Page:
For some people, “supporting their family” goes beyond providing for themselves, their partner, and/or their children. Supporting family sometimes means caring for ill or aging family members. It sometimes includes helping other family members who are out of work or between places of their own. 

Supporting your family can be difficult, but it’s not something that many people can stop doing, nor do they want to. Providing care for family is an important part of many cultures. That includes financial support, too. In a 2014 study, over a quarter of Americans say that they provided financial help to a parent 65 or older. 

Supporting family is seen as rewarding, valuable, and quite simply a part of life. However, without setting expectations and boundaries — and avoiding tough but necessary conversations — helping your family may come at the risk of your own financial security. Let’s talk about how you can support your family while still securing your own finances.

Be clear on expectations

It sounds obvious, but it’s important to make your expectations clear to everyone involved. Who are you responsible for? What are you providing? How will you help?

For example, if you’re caring for an ill parent who lives in your home, be sure to outline how you’ll support them. Will you pay for a nurse or physical therapist to help out? Do you need to make any changes to your home or daily routine to accommodate them? How might you adjust your budget to care for their needs? Be clear on your expectations for yourself and your family.

Here’s another example. Your younger sibling has been laid off and is looking for a new job. To help them save money until they start their new career, you invite them to stay with you in your home. You ask your sibling to pay a portion of rent and utilities (or a flat monthly fee to help with costs). After three months, you’ll sit down with each other and evaluate how their job search is going, and talk about any financial issues or changes that need to be made. 

This is a healthy way to support your family while still protecting your own finances. Without laying out your expectations at the beginning, you may set yourself up for disaster. 

Establish boundaries

What if you clearly lay out your expectations for your family, but some things slip through the cracks? That’s okay, and it’s bound to happen. What’s important is that you address the issue and establish boundaries going forward. And stick to those boundaries.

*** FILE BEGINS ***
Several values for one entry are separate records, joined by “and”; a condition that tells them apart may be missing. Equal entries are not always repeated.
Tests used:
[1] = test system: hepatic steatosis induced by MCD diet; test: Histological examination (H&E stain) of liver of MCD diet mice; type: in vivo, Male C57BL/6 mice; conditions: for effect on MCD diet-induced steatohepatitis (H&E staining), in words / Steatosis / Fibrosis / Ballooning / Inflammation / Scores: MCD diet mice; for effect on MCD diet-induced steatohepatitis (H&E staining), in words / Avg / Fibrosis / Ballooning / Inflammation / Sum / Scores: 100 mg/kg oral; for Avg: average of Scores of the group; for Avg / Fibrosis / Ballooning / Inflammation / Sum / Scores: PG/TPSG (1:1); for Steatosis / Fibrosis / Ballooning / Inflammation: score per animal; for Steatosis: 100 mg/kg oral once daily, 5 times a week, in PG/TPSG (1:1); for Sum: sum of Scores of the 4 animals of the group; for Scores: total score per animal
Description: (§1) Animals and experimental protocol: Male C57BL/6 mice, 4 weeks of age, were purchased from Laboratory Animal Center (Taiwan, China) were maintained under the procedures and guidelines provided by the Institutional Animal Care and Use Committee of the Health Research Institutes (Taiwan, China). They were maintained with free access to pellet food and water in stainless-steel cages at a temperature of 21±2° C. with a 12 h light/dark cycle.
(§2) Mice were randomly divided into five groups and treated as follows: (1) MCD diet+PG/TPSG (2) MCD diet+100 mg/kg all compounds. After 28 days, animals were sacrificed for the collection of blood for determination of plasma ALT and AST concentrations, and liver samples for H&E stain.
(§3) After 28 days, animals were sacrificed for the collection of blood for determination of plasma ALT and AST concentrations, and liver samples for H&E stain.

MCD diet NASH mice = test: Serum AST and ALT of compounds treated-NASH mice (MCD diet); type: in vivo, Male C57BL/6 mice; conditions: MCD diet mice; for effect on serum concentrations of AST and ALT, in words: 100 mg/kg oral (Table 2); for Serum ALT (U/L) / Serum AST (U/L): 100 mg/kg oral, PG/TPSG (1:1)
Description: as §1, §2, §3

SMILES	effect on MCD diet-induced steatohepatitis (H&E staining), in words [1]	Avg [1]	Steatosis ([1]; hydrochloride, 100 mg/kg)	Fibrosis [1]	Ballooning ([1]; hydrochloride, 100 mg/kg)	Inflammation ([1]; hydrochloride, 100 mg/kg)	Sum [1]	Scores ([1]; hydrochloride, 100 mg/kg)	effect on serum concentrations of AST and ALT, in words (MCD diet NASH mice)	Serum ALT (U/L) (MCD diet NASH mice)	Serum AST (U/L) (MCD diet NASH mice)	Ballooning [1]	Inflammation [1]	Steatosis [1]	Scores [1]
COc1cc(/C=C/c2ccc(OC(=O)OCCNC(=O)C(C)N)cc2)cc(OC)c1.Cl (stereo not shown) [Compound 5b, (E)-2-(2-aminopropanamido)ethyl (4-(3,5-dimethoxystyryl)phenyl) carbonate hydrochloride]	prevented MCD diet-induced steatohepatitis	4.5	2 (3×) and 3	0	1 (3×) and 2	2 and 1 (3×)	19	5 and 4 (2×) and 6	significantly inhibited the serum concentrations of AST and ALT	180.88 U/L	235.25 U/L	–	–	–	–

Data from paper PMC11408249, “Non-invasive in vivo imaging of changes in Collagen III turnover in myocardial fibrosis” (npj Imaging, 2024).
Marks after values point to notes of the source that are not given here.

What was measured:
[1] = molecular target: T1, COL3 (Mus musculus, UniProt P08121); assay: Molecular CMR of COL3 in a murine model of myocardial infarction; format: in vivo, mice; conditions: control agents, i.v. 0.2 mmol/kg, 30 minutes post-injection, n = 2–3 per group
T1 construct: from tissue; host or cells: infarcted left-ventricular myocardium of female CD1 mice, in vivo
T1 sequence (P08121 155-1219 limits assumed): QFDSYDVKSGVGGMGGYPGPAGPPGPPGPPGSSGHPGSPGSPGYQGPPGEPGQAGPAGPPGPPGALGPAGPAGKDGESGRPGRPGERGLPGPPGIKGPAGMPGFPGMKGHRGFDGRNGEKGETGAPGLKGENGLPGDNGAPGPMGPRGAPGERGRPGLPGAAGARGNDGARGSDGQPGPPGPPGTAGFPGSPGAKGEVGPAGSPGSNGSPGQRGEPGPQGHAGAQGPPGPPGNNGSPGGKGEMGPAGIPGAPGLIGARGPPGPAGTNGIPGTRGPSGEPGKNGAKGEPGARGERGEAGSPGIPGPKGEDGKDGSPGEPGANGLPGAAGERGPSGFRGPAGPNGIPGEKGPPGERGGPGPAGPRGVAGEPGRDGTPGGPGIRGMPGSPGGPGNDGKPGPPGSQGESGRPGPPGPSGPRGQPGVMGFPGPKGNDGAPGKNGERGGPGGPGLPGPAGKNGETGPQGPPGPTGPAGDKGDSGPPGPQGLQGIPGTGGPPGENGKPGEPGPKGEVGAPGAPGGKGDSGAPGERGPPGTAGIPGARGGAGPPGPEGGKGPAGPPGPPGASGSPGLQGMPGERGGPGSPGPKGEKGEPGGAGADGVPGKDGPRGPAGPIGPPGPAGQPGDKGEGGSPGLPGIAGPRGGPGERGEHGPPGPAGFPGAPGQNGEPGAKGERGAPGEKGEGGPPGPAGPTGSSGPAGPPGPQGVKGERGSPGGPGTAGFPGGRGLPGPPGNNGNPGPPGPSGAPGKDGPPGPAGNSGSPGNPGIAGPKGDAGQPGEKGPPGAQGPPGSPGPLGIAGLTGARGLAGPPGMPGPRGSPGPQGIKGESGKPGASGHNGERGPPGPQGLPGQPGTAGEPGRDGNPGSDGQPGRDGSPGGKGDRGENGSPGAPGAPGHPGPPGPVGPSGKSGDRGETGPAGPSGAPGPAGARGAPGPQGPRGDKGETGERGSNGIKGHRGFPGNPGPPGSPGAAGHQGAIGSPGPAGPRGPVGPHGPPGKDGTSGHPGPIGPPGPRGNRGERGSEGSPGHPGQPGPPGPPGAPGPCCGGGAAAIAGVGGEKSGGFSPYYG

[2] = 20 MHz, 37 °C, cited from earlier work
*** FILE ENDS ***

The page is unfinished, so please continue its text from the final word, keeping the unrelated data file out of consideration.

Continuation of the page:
Let’s say you’ve invited your aging parent to move out of their place and live with your family. It makes sense; they’d rather not live on their own, and they can spend more time with and help care for their young grandchildren. Sounds like a dream, right? (We’re sure anyone who has lived with their in-laws is shaking their head already.)

But what if your parent asks for spending money that goes far beyond your means and their essentials? What if you realize that, without establishing some boundaries, supporting your parent’s finances may harm your own?

Talk to your parent you’re supporting. Try to understand where they’re coming from. Maybe they’ve turned to spending money as a distraction or to alleviate boredom. Once you’ve listened to them, explain why you have to turn them down or change some rules. Yes, the conversation will be scary. Your parents raised you and cared for you, after all, and you feel obligated to do the same when they need it. But it’s an essential conversation that will set you both on the right path.

Explore your options

Remain open to other ways in which you can support your family. Maybe nursing home or assisted-living facility costs are too high, and you’d rather have your elderly or ill parent live in your home, with hired help. 

If your parent is able to live in their own home — and they don’t want to move just yet — why not suggest roommates? Perhaps they have a friend who would rather not live by themselves, either. They can move in and provide some much-needed company and financial help. Or, maybe a younger family member who needs a place to stay can live with them, pay rent, and help out around the house. 

Be willing to explore your options and discuss them with your family. Reassure them that you’re always available to offer support, financially or otherwise, but you have to care for yourself and your own family, too.  

Don’t neglect your own finances

When you support your family financially, you might feel guilty about saying no. You might feel like you could be doing more to help them. This puts you in a really tough spot. But keep in mind that providing financial support does not mean saying yes to every request they have. You are allowed to be honest and say no when you need to for your own security. Saying no to a loved one is challenging, and it may take a few tries to really stick, but your relationship will be better off for it.